Evan Vucci/Associated Press
Ron Hosko, assistant director of the FBI's Criminal Investigative Division, speaks during a news conference at FBI headquarters in Washington on Monday.
Ron Hosko, the assistant director of the FBI's Criminal Investigative Division, tells NPR'sWeekend Edition Sunday that the Internet has become a key tool for recruitment of child prostitutes and that cutbacks at the federal and local levels have made it harder to clamp down on the problem.
Hosko's remarks come a week after the FBI announced one of its largest-ever sex trafficking stings, in which some 105 children — mostly girls aged 13 to 17 — were rescued and 150 pimps arrested in 76 cities across the country.
The FBI had been monitoring Backpage.com, and other websites being used as an online marketplace for prostitution. Speaking to WESUN host Michel Martin, Hosko says in northern Virginia recently "we saw a group who were recruiting across Facebook, with simple compliments to young girls, saying 'you're pretty' [and] 'would you like to make some money?'" he says.
"The recruitment started just that innocuously, but [it] was effective," Hosko says. "They were effective in pulling in multiple victims [and tried to get] ... many, many more from some of the most affluent neighborhoods in our country – Fairfax county, Virginia.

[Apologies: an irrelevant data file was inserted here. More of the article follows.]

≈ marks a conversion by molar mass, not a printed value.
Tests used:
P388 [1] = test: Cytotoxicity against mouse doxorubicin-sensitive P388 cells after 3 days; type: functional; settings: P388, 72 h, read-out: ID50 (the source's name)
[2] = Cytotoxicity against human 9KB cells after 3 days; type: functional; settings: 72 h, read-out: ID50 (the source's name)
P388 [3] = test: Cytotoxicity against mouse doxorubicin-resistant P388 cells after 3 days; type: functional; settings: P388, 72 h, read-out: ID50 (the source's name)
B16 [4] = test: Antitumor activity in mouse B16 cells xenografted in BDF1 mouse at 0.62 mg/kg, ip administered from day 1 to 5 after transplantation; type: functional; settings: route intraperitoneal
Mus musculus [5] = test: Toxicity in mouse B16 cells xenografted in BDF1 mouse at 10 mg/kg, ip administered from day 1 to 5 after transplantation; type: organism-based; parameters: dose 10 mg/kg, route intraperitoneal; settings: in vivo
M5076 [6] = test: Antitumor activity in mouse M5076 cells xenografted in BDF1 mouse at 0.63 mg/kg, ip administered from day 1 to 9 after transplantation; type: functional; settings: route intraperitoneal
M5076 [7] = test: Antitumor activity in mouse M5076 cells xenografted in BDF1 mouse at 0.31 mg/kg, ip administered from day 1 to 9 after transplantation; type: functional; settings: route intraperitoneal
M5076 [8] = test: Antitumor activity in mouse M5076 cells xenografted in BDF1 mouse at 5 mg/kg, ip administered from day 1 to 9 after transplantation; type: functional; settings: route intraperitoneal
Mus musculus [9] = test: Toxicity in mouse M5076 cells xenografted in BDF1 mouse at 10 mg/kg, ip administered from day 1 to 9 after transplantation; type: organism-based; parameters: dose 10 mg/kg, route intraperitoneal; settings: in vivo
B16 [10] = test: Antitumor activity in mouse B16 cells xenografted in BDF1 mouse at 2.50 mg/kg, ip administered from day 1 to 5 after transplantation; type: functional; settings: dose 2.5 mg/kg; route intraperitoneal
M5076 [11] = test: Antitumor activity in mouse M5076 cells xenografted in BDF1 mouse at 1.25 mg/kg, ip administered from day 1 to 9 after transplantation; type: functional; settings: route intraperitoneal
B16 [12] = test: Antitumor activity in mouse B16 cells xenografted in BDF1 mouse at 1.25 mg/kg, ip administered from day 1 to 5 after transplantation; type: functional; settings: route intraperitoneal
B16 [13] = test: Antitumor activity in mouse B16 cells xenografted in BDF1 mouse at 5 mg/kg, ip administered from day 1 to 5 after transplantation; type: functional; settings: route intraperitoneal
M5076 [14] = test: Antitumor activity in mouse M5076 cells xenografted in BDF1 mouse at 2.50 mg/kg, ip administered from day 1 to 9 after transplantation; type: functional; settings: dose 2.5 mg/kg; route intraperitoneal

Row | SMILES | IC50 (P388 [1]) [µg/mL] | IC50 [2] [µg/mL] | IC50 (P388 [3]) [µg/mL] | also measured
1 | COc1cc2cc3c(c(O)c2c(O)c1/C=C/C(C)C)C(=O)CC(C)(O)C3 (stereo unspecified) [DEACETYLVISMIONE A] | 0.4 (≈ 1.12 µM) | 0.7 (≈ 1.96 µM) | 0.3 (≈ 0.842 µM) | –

But, he says, "if someone were to shut down Backpage, there's always the risk that exploiters would ... move into another dark corner of our world."
Hosko says that once the victims are rescued from pimps, they are placed in foster care, group homes and short-term shelters, but he acknowledges that those places can themselves become dangerous.
"I think that we can easily find examples where bad people will come in and try to recruit within those locations," he says, adding that it's difficult to police those locations in the current fiscal environment "where community services are being diminished, where law enforcement is being diminished".
The FBI, he says, has "finite resources", so much of the responsibility of cracking down on sex trafficking has to fall on the communities where it's happening.
He stresses "the importance of communities to find in their budgets, find it in their heart" to address the problem. "As they look at some engagement on the street not to just think, 'well, look at that girl selling herself', because that girl could be a minor.